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Malinda Maynor Lowery Named Director of the Southern Oral History Program

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The Center for the Study of the American South proudly announces Malinda Maynor Lowery as the new director of the Southern Oral History Program (SOHP) at UNC-Chapel Hill.

Her appointment began on July 1, 2013. Lowery will serve as the second permanent director of the SOHP, which was founded in 1973 to preserve the voices of the southern past and will celebrate its 40th anniversary this year. Housed at the Center for the Study of the American South, the SOHP has collected and analyzed more than 5,000 interviews—from mill workers to civil rights leaders to future presidents of the United States.

Lowery, Associate Professor of History, is a member of the Lumbee Tribe of North Carolina. Her book, Lumbee Indians in the Jim Crow South: Race, Identity, and the Making of a Nation (UNC Press, 2010), received the 2011 Labriola American Indian Center National Book Award, presented by Arizona State University, and Best 2010 First Book from the Native American and Indigenous Studies Association. Lowery has produced four documentary films about Native American issues, including the award-winning In the Light of Reverence, which aired on PBS in 2001 to over three million people. Two previous films, Real Indian and Sounds of Faith, examine Lumbee identity and culture, and the most recent is an online video for Native survivors of domestic violence featuring the Lumbee and Eastern Band Cherokee tribes (www.survivortosurvivor.org). Her current book project is a history of the Lumbee tribe for a general audience, forthcoming from the University of North Carolina Press.

Lowery holds a bachelor’s degree in History and Literature from Harvard University, a master’s degree in Documentary Film Production from Stanford, and a PhD in History from UNC-Chapel Hill. Her previous teaching appointments include Harvard University, North Carolina State University, Duke University, and San Francisco State University.

“Professor Lowery has a distinguished record as a scholar and is highly regarded nationally and internationally for her expertise in the methodologies of oral history.  She is a bold, creative, and thoughtful leader, well versed in the diverse cultures and historical perspectives of the South, and her academic vision will lead the Southern Oral History Program into its next great era,” said Jocelyn Neal, Director of the Center for the Study of the American South.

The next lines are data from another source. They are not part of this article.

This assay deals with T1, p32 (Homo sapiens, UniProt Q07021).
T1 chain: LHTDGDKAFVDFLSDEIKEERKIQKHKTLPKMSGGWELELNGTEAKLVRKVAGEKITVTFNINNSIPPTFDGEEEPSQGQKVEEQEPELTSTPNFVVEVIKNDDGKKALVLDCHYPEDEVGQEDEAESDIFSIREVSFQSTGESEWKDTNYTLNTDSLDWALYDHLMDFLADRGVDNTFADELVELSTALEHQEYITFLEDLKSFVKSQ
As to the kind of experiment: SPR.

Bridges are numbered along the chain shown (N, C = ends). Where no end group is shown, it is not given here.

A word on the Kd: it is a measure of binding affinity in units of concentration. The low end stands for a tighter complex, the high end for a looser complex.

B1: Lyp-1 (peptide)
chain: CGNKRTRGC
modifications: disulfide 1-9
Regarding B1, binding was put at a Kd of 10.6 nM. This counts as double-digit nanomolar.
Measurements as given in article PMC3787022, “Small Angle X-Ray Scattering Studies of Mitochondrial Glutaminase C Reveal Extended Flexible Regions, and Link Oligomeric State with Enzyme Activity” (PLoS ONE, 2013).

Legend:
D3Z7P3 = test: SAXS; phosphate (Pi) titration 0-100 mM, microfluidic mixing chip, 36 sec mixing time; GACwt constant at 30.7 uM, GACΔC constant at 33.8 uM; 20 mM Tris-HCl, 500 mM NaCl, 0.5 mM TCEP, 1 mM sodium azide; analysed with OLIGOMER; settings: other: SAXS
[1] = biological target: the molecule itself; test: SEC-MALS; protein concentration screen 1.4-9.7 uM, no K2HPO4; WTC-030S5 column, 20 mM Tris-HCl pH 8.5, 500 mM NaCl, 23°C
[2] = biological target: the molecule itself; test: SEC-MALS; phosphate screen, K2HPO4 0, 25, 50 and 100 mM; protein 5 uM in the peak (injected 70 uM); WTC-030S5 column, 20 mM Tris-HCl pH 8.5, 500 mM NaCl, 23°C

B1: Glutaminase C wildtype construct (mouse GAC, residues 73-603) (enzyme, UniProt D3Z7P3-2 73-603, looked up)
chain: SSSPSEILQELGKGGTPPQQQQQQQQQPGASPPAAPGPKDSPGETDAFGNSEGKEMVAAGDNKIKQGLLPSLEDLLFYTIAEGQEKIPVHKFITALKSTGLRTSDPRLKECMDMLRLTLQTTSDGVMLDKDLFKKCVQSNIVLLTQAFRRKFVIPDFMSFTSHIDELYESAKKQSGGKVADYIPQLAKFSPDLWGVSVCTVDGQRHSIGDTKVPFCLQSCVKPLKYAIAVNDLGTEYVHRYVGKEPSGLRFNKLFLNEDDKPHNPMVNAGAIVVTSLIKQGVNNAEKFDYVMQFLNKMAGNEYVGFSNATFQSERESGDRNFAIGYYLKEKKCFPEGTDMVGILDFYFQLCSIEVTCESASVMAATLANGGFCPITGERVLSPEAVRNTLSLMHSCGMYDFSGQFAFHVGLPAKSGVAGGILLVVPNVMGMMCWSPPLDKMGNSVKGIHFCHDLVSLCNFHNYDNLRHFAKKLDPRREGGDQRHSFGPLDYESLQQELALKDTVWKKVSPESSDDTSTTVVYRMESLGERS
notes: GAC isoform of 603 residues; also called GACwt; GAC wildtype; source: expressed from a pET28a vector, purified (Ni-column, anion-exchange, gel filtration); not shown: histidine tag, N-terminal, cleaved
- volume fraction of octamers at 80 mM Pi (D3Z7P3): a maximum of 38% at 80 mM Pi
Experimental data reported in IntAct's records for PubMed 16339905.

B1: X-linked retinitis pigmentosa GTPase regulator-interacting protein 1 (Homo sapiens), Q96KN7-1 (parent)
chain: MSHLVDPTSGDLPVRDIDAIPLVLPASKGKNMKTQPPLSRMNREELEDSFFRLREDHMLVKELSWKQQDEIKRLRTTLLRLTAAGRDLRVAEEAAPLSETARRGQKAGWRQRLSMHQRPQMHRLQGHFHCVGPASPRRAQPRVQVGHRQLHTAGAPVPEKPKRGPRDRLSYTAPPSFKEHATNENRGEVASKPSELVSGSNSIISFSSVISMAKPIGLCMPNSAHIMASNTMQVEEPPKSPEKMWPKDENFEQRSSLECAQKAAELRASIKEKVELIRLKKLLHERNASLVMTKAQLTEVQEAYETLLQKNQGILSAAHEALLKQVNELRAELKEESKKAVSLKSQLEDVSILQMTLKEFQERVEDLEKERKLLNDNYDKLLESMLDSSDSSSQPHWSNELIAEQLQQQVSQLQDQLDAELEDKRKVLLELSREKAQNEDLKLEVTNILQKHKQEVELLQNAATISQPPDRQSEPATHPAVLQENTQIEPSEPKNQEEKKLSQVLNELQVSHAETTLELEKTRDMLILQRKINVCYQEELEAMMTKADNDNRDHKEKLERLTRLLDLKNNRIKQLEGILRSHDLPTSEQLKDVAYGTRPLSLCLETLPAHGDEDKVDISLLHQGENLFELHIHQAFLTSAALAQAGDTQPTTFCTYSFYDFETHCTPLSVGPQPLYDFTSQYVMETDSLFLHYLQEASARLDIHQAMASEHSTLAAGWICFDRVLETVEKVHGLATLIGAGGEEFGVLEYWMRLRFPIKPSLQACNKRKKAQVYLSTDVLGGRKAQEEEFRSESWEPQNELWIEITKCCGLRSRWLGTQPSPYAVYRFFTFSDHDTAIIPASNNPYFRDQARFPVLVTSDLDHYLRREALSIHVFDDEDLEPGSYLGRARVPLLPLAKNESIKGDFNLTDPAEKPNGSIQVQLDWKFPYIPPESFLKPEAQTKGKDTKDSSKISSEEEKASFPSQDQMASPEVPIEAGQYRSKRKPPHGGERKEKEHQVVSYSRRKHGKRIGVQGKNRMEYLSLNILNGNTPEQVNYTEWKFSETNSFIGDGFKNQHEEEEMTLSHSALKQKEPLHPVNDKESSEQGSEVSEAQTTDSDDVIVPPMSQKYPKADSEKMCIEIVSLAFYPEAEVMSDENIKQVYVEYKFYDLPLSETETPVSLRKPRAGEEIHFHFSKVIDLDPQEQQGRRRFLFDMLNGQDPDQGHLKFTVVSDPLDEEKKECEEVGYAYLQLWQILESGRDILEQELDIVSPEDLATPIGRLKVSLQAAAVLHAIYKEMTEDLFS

Lowery will succeed Professor of Performance and Cultural Studies Della Pollock, who was Interim Director of the SOHP between 2011 and 2013, and Jacquelyn Dowd Hall, Founding Director Emerita and Julia Cherry Spruill Professor of History at UNC. Hall said she “could not be more thrilled by the great strides the SOHP has made under Interim Director Della Pollock or by the news that Malinda Lowery has agreed to take the helm. Professor Lowery is a brilliant scholar and visionary leader who is perfectly positioned to enhance the SOHP’s national reputation for collaboration, mentorship, public service, and scholarly and technical innovation, while also taking the program in bold new directions.”

“I am honored to serve as director and look forward to building on existing partnerships and establishing new areas of research,” said Lowery. “I believe that SOHP is absolutely critical to UNC’s continued standing as a top-tier public research institution. SOHP and CSAS have been a hub for the expansion of thought about what ‘the South’ is, and, accordingly, the SOHP collection has drawn more and more attention from scholars and students all over the world.”

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